How to Be an American Housewife

Monday, September 20, 2010

Title: How to Be an American Housewife
Author: Margaret Dilloway
Pages: 274
Genre: Fiction
Publisher: G.P. Putnam's Sons (Penguin)
Release Date: August 5, 2010

I wanted to read this book ever since I saw that it was an upcoming TLC book tours book but was too late to make it for the tour. I eagerly read everyone else's reviews and saw how wonderful everyone thought this book was and knew that I had to read it. Especially after reading the reviews by Meg at Write Meg! and my good friend, Jennifer at Crazy-For-Books. I had other reading commitments, though, so I wasn't able to read it the second it came out like I wanted to. At this point it's only been out a month and I felt like I had to wait an eternity to read it!

One of the reasons I wanted to read this book so badly was because of how personal it sounded to me. How to Be an American Housewife tells the story of a Japanese mother, Shoko, and her half-Japanese/half-American daughter, Sue. Though it's mainly a story about Shoko's past and her potentially last wishes, as she is ill, it's also a story about a mother and a daughter, their differences, and the difficulties they experience from experiencing two different cultures. There were a lot of similarities in this book to myself and my mother. In the story, Shoko marries an American GI partly to move to the United States for a better life. She has a daughter, Sue, who she has trouble understanding because of her American ways and vice versa. My mother is Korean and she married my father who was in the Air Force (though they married for love). We've certainly experienced differences and misunderstandings throughout the years due to the cultural differences of having grown up in Korea (for her) and in the states (for me). On top of that, my husband's mother is from Thailand, and she married an American Air Force man then moved to the states and had two sons (the second one being my husband). While my mother and my mother-in-law are two extremely different people, if you combine their experiences, you would find something close to Shoko's in this book.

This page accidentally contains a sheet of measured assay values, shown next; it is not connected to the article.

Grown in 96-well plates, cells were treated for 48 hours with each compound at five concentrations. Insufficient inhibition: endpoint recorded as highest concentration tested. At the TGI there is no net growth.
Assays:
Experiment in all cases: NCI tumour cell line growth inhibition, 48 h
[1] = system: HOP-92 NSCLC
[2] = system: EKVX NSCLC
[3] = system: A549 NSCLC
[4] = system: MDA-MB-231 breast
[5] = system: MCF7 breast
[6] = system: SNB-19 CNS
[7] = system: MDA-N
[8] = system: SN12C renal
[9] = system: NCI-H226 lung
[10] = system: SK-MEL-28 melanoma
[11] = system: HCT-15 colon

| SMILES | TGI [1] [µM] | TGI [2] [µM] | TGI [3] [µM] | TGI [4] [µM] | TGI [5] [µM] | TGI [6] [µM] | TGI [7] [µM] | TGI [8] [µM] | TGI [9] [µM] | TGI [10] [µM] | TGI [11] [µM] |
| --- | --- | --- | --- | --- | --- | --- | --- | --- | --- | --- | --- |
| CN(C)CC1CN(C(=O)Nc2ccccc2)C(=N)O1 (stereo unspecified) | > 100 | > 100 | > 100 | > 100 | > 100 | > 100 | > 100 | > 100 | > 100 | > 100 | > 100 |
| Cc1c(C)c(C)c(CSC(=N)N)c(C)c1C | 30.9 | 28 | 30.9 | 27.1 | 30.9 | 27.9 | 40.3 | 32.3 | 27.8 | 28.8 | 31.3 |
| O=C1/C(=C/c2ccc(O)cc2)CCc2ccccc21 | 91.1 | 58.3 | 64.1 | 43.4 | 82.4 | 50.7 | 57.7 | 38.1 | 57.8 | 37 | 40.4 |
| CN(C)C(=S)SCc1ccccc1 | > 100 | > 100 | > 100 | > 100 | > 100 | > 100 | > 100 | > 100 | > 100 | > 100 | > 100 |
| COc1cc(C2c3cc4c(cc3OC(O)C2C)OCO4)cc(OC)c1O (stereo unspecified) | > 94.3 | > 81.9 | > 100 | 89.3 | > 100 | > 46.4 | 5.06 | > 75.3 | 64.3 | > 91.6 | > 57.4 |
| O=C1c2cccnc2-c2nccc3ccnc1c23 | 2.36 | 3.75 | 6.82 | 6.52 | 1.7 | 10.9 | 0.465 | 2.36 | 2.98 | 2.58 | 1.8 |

I really enjoyed reading about the smallest nuances that I could relate to. I'm sure I can only think of a few right now; things like it being rude to stick your chopsticks straight up and down in your rice... that was something I learned a long time ago but it never made sense to me -- I mean it's so convenient! There were lots of those kinds of moments throughout the book when I could laugh in appreciation of the nuance. Sue mentioned a few times in the book how she wasn't close with any relatives and all they had was their immediate family -- again, same here. Oh other things like always taking your shoes off in the house, cleaning the floors not with a mop but on your hands and knees with a rag, etc. I even have vague memories of the short time we lived in Korea when my dad was stationed there when my sister and I were young and I pictured my grandparents' home in the scenes when Sue returns to Japan -- the wooden framed doors with the rice paper screens, etc. Oh, there's a scene where Sue's daughter is interacting with some students in Japan and they are all touching her hair and it reminded me of when I was little and we visited a school in Korea; the kids there were fascinated by my half-American features, and I distinctly remember them rubbing my cheeks and my hair.... it freaked me out! But it made me laugh to remember this during that scene. In another scene she talked about playing the Japanese game "Jan Ken Poi" which is what we know as "Rock Paper Scissors"... That was funny to me because before I ever knew that game with the English title, I knew it as "Gai Bai Boe" which is the Korean version. And that was with me growing up in the states! In fact, here's the part where she talks about this:
One of my favorite Japanese games was rock-paper-scissors, or, as Mom had taught me, Jan Ken Poi. "In Japan, use this for everything, even businessmen," Mom had told me.
Jan Ken Poi became a special game, done to break ties and decide between an eight o'clock and an eight-thirty bedtime. (pg. 177)
I love how I was able to relate to the significance of such a "game". It was all these little things that I really appreciated in this book.